Closed Bug 435306 Opened 13 years ago Closed 11 years ago

Mailnews needs to remember passwords better

Categories

(MailNews Core :: Networking, enhancement, P3)

enhancement

Tracking

(Not tracked)

RESOLVED FIXED

People

(Reporter: jcranmer, Unassigned)

References

Details

(Whiteboard: [fixed bug bug 121647])

This bug is in part for deciding when mailnews should forget passwords and when it should not. Bug 286628 changed some backend code in NNTP that prompted the latter comments of bug 285664 with respect to forgetting passwords; the latter commenter disagreed with forgetting passwords on one failure.

So, should passwords be forgotten after one failure? Two? Ever?
Duplicate of this bug: 285664
(In reply to comment #0)
> So, should passwords be forgotten after one failure? Two? Ever?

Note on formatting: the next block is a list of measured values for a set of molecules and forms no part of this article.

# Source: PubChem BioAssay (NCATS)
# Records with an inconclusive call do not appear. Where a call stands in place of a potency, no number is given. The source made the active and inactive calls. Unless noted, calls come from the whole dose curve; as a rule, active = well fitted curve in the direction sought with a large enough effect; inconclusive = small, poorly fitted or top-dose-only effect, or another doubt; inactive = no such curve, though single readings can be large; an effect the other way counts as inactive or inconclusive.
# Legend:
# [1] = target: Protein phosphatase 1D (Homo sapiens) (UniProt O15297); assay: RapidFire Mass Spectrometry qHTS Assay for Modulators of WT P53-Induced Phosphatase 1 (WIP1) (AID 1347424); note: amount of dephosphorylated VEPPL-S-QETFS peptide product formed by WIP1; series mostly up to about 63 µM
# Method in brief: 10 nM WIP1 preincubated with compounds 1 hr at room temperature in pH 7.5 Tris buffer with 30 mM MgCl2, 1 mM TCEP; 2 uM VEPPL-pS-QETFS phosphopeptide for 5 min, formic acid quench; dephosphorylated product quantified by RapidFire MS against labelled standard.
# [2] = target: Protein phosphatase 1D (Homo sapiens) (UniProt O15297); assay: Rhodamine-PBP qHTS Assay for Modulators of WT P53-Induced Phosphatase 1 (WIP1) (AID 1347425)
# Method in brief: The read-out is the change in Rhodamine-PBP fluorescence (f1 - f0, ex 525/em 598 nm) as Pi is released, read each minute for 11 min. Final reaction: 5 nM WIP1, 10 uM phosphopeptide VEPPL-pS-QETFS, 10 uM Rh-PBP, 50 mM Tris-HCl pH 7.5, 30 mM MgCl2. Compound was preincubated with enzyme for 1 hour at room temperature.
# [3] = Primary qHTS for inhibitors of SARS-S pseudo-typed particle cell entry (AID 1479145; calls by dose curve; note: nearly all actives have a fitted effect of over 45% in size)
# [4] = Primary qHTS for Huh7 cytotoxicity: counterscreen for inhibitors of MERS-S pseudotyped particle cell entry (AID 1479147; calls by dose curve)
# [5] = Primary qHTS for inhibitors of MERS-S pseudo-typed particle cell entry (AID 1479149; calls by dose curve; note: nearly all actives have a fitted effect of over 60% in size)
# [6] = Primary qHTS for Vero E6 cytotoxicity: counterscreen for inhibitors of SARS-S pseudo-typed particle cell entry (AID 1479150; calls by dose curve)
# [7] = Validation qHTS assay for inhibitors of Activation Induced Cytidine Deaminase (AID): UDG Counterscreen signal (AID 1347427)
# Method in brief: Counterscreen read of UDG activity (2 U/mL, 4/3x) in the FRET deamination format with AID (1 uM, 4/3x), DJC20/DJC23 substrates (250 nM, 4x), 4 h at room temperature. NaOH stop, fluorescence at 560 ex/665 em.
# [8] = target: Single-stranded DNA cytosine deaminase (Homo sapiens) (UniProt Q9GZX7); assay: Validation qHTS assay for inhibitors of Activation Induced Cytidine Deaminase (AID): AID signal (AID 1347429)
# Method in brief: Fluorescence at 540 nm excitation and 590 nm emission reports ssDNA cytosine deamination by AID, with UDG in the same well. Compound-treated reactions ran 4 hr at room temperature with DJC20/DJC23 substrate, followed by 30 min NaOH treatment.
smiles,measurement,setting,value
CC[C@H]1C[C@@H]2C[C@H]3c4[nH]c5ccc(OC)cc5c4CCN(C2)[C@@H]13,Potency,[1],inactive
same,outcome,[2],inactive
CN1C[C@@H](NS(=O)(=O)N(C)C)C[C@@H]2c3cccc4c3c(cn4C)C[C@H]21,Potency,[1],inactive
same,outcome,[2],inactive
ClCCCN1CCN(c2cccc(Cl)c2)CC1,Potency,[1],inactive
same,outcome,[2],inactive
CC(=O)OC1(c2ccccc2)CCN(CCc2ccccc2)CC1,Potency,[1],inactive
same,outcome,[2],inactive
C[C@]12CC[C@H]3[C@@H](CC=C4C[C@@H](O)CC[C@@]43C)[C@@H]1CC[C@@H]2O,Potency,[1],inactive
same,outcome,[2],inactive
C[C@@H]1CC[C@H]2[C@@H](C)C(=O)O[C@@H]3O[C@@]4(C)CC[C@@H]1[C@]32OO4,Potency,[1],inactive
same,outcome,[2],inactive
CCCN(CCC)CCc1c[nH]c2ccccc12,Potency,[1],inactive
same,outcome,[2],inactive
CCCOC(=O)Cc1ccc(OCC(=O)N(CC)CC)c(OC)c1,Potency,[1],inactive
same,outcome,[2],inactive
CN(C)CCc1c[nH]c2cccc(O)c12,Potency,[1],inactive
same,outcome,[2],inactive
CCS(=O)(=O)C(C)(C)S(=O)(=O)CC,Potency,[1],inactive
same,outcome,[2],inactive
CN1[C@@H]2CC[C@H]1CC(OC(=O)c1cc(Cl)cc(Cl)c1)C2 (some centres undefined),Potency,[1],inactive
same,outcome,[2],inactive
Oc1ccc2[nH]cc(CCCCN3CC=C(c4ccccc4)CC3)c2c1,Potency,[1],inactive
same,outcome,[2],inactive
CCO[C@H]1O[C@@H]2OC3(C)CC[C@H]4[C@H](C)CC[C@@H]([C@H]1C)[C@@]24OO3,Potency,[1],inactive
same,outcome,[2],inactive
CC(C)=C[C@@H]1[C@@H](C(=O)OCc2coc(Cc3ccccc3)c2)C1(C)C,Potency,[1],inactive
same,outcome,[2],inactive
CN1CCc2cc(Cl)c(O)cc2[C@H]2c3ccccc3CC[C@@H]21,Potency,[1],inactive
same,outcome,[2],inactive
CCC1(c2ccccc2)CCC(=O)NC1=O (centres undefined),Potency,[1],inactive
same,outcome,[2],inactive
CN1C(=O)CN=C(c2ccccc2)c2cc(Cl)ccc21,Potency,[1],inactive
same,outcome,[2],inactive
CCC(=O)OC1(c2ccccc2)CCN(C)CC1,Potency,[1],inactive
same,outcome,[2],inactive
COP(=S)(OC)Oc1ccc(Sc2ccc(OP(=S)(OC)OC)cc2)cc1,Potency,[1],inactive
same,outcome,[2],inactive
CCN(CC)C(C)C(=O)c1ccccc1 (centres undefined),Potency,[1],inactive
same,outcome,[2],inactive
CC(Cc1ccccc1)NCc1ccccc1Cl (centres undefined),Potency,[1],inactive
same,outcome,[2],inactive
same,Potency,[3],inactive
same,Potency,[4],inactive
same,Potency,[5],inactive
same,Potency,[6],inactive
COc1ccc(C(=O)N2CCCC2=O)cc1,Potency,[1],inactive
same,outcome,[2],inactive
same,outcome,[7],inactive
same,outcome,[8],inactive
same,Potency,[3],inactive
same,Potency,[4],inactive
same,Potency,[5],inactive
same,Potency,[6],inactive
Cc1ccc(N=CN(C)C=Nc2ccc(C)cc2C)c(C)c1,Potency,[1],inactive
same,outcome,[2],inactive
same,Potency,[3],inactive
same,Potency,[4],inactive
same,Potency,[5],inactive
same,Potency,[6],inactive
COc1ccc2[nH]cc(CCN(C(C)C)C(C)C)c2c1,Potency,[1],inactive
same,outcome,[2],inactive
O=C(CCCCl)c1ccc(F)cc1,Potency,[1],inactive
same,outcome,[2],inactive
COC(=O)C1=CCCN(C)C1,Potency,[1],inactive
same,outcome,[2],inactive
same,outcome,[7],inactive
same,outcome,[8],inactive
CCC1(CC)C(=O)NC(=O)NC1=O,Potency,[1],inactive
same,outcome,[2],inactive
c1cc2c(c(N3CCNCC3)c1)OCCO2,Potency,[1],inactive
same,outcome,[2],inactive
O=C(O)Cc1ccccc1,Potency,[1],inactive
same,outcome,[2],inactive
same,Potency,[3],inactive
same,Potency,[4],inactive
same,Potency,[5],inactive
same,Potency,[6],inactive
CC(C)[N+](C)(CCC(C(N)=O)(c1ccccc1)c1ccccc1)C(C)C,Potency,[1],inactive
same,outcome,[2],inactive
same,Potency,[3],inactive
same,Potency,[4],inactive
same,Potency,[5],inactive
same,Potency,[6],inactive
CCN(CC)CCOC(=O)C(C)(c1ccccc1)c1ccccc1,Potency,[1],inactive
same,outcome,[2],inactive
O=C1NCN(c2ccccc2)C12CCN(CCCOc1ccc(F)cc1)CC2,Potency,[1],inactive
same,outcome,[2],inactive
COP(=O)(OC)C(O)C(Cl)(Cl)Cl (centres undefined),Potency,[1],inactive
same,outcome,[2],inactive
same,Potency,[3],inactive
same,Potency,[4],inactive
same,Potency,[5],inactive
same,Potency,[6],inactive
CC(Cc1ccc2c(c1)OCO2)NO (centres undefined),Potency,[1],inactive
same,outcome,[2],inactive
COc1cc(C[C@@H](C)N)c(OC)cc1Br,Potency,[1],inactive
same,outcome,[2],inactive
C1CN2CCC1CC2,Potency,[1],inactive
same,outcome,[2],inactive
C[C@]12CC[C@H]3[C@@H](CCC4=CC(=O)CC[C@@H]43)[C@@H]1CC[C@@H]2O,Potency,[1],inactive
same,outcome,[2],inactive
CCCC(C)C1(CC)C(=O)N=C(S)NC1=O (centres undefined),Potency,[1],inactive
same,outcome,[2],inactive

So what I would like to know is:

1) When are we forgetting passwords? - is it because we don't have a connection (its been dropped), or is it because the server has explicitly said its not a valid password.
2) If we don't have a connection, why are we reading that as an auth failure?
3) Is this consistently wrong across all protocols?
With NNTP there are several modes of failure, some of which are not an explicit  ID/PW invalid case. While major USENET hosters have very high reliability through mirrors, etc., the private single server cases can be prone to an assortment of transient server side connection request rejections. 

A case is news.annexcafe.com which migrated to all users being required to use ID/PW verification.  A second case is news.westelcom.com which dropped it's own servers and switched to leasing two connections to newshosting.com.

For case #1 the past problems have been mitigated with more accurate use of NNTP error codes and more robust authentication rules. So server configuration plays into PWM reactions to what replys it gets. 

For case #2 I see frequent instances of the news host rejecting a message retrieval request because the "Server is too busy" when the bandwidth of the limited connections is fully consumed.